Businessmen get new ideas for growth and expansion of their enterprises.
Men in public service fine tune their talents and widen their perspectives and appreciation of the community's problems.
As they start loving their own children, they find their hearts warming up to the children of all their brothers and sisters in Islam.
Life is sweeter, more invigorating and by Allah's grace, most rewarding to the entire community as a result.
Our Niyyath, our motivation, remains elegant and immaculate and we become better and better Muslims every day of our Islamic matrimonial life. Mashaa Allah!
It is not uncommon for unmarried young men and women, especially the most intelligent and sensitive ones, to be facing an unusual set of problems that deny them peace of mind. Once they dare to get married, they will find, insha Allah, that all their problems have vanished.
When you have with you someone to love and care for and protect and provide with all the fine things that make married life such a sweet experience, you find that you are left with no time for yourself.
This proves a blessing. You are not brooding any more on the illusory problems that caused you so much anxiety in the past.
Nika'h is the formalisation of a matrimonial alliance between a Muslim male and a consenting Muslim female, in the presence of a Qazi, designated by the government.
The bride is given away by the Wa'li, who is her father, mother or legal guardian.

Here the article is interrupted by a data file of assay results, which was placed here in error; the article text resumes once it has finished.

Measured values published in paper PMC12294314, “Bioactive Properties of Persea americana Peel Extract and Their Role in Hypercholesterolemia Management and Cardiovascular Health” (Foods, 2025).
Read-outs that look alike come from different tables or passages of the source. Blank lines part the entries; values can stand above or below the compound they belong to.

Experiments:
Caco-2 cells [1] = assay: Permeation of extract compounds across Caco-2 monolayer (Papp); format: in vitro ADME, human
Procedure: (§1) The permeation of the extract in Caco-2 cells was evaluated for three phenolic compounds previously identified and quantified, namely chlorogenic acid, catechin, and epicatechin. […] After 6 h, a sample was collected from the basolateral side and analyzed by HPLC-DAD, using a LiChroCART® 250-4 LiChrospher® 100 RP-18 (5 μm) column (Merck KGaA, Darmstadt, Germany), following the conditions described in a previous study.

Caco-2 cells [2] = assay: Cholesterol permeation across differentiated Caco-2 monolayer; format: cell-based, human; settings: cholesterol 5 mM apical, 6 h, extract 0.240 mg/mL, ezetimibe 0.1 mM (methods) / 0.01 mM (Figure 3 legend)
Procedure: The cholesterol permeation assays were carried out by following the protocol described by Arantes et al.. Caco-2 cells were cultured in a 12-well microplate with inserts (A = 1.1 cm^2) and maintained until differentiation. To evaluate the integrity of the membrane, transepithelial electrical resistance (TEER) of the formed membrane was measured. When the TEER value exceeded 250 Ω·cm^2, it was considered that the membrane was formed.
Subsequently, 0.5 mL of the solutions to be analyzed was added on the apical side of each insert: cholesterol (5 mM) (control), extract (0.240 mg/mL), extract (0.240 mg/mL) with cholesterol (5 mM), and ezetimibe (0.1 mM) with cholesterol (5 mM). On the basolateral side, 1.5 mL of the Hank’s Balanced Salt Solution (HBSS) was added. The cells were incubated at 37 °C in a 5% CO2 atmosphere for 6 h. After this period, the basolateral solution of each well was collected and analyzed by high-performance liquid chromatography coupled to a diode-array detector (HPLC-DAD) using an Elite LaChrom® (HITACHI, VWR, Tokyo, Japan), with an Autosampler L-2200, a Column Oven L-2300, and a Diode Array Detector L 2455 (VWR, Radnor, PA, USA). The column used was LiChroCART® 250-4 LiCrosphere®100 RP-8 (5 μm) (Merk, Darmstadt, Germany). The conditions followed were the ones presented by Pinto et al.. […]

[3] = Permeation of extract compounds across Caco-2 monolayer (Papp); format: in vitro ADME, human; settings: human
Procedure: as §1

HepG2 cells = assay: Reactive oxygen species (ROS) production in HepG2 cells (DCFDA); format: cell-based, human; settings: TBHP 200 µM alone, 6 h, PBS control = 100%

There must be present at least one more adult officiating as witness to the event.
The Qazi records the full particulars, such as names, dates of birth, parents' names, addresses, profession and so on of the couple and of the two functionaries named above, in a Dafthar, the Marriage Register.
The Qazi, now asks the bridegroom to hold the hand of the bride's
father or guardian (if he is a male)
The latter tells him he is giving his daughter/ward to the groom on
a 'mahar', dower, of a specified sum (which has been paid already
or will be paid by the groom to his bride).
The groom is duty bound to settle the mahar amount soonest.
The Qazi asks for the groom's response.
The bridegroom declares thrice his wholehearted consent to the
alliance and signs the Dafthar (the Community Register of Marriages)
in a formal commitment to honor the terms of the union.
The process is repeated for the bride in the presence of her Wa’li and
the Witness and her signature is obtained on the document after
she has formally given her consent thrice by word of mouth.
In purdah-nisheen families here the womenfolk are seated in a curtained
enclosure or in a separate hall, the Qazi hands the Dafthar to the Wa’li or
guardian to go to the bride and explain the terms of the Nikah to her.
The Wa’li asks her if she consents to the marriage of her own free will. She has to state her consent thrice.
Her signature is then obtained on the Marriage Register and it is brought back to the Qazi.
The Qazi now seeks the permission of the people assembled and if they say "Yes" en bloc, he delivers the Sermons of the Nika'h.